More pictures HERE!
The first day
Let me see how I can summarize without cutting out the good parts. The first week was a whirlwind of activities. I got a phone number, shampoo, changed money.. Actually that was my first day. The second day was a lot of discovering the city center and a lot of dancing.
Retirement in Tepoztlan
Then the fun really began. On the Sunday I went to Tepoztlan and fell in love with the town. Gabriel (the guy who made all this happen basically, and the mind behind all that we are doing in Mexico) has a beautiful cottage there. He makes all his own furniture and has a million books on education and I could stay forever. I saw him and his wife there and I thought – yup, that’s how I want to retire. I also took the role of (anti)spiderwoman and tried to chase or kill the spiders out of the bedroom for Sara (the other fellow).
Schools – Giving Life
So Tepoztlan was a transit to Estado de México where all schools nationwide were just starting up after the summer. So a little background on what I’m doing here. I’m working with the Mexican ministry of education (also called la SEP: Secundaria de Educación Publico), specifically the Program to Improve Educational Achievement and this organization Conviviencia Educativa and the people here are just incredible.
They are working to change the way lessons are being conducted in the classroom with a radical shift- teaching in tutorial relationships. They started working with the worst secondary schools in the country and are currently working with 9000 “failing” schools right now and changing communities from inside the classroom, inside the school, and bringing the joy of learning back to schools. And the best part is that the basic premise of the “tutorial relationship” is that you’re creating a network of people in school.
Students are called to be part of the change, be part of the solution to their “failing communities and school.” They learn so that they can then be tutors, and the learning continues at all levels of the school.
These tutorial relationships are now a national policy that we’re working with and trying to make sure what the “tutorial relationship” is, is really happening on the ground, training teachings and students- starting the seed that germinates and empowers even more, one at a time.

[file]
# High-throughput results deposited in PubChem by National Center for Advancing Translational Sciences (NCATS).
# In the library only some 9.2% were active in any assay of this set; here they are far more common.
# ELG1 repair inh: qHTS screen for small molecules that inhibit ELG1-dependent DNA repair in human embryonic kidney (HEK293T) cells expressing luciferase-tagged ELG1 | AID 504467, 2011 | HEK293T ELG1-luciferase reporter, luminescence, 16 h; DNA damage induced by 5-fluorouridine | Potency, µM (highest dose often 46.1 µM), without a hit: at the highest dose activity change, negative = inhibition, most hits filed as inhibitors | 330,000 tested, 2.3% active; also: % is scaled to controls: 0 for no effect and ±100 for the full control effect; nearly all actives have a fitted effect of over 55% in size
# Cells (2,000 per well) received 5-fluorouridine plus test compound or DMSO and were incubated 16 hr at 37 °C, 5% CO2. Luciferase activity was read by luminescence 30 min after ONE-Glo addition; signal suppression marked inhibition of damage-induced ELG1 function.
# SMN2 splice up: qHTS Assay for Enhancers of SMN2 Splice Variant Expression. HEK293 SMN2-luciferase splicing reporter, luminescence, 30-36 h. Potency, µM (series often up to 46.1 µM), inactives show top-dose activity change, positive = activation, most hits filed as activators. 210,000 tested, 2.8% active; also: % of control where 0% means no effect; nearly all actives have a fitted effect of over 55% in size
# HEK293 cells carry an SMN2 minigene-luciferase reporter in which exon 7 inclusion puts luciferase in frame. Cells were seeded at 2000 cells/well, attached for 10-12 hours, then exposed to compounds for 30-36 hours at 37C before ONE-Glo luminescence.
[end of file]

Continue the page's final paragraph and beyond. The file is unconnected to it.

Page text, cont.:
At this telesecundaria (a school in rural areas of the country where students learn by “television” and one facilitator,) I got the chance to meet and interview these three girls that had gone through 2 years of the relacion tutora program. Hearing and interviewing the girls who were both tutored and tutors was inspiring. They spoke with such confidence and were poised to lead their communities. This was a rural school and without fancy technology or resources, schools were improving and giving life to communities again. It was quite a beautiful sight, a humbling experience. I had the privilege of tutoring two kids in fractions (we all know how great my math is) and in Spanish, it was hard but so much fun. (Side note: the joke now is that I have a boyfriend called Octavio because 1/8 is un octavo but I said un Octavio, and my kids burst out laughing and were like WHO IS OCTAVIO? Your boyfriend?!”)
But in essence, the tutorial relationship is based on 1) Learning what you are interested in, 2) Teaching what you know and 3) thinking about a dialogue and a process of discovery – every mistake is a part of that. I keep thinking if this could work in Singapore, where there’s a time crunch on every exam, and we got to memorize all these formulas for math, without really understanding what π is or why Pythagoras Theorem makes sense.
Maybe that’s why so many kids have their schedules filled with tuition in Singapore. Maybe we already are doing “relacion tutoras” but paying huge bucks for it. So for those in Singapore- they are trying to create a culture of tutorials in the general classroom, as a way of teaching in the hardest to reach, most marginalized neighborhoods, to change the schools from the inside. And it’s working. The school I visited improved their national scores in just two years with this new way to teaching.